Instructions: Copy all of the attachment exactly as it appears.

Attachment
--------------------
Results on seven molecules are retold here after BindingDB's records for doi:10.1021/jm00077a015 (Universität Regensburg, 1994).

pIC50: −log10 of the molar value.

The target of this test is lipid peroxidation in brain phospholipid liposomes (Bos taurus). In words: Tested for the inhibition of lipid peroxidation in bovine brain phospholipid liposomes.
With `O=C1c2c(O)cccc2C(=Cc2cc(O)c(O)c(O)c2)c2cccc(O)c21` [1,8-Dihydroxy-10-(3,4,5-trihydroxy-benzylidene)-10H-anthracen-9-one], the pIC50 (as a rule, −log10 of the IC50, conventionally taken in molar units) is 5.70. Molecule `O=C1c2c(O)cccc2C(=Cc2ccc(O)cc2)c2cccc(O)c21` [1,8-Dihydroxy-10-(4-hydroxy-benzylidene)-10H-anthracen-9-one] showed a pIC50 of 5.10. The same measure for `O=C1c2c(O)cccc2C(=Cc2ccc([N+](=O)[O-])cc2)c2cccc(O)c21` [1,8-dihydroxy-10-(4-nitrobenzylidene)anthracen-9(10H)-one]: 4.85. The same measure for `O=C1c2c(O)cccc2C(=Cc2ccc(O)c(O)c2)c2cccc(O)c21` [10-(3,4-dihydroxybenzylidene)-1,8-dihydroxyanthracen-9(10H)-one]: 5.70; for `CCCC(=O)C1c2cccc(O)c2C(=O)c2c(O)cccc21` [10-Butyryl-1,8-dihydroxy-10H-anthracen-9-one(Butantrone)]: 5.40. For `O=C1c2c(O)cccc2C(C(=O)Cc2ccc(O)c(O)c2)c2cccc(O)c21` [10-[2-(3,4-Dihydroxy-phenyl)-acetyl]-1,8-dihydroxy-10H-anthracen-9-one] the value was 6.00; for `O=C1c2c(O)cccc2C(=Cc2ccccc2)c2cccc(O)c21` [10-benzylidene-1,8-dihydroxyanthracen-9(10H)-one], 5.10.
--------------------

Results on seven molecules are retold here after BindingDB's records for doi:10.1021/jm00077a015 (Universität Regensburg, 1994).

pIC50: −log10 of the molar value.

The target of this test is lipid peroxidation in brain phospholipid liposomes (Bos taurus). In words: Tested for the inhibition of lipid peroxidation in bovine brain phospholipid liposomes.
With `O=C1c2c(O)cccc2C(=Cc2cc(O)c(O)c(O)c2)c2cccc(O)c21` [1,8-Dihydroxy-10-(3,4,5-trihydroxy-benzylidene)-10H-anthracen-9-one], the pIC50 (as a rule, −log10 of the IC50, conventionally taken in molar units) is 5.70. Molecule `O=C1c2c(O)cccc2C(=Cc2ccc(O)cc2)c2cccc(O)c21` [1,8-Dihydroxy-10-(4-hydroxy-benzylidene)-10H-anthracen-9-one] showed a pIC50 of 5.10. The same measure for `O=C1c2c(O)cccc2C(=Cc2ccc([N+](=O)[O-])cc2)c2cccc(O)c21` [1,8-dihydroxy-10-(4-nitrobenzylidene)anthracen-9(10H)-one]: 4.85. The same measure for `O=C1c2c(O)cccc2C(=Cc2ccc(O)c(O)c2)c2cccc(O)c21` [10-(3,4-dihydroxybenzylidene)-1,8-dihydroxyanthracen-9(10H)-one]: 5.70; for `CCCC(=O)C1c2cccc(O)c2C(=O)c2c(O)cccc21` [10-Butyryl-1,8-dihydroxy-10H-anthracen-9-one(Butantrone)]: 5.40. For `O=C1c2c(O)cccc2C(C(=O)Cc2ccc(O)c(O)c2)c2cccc(O)c21` [10-[2-(3,4-Dihydroxy-phenyl)-acetyl]-1,8-dihydroxy-10H-anthracen-9-one] the value was 6.00; for `O=C1c2c(O)cccc2C(=Cc2ccccc2)c2cccc(O)c21` [10-benzylidene-1,8-dihydroxyanthracen-9(10H)-one], 5.10.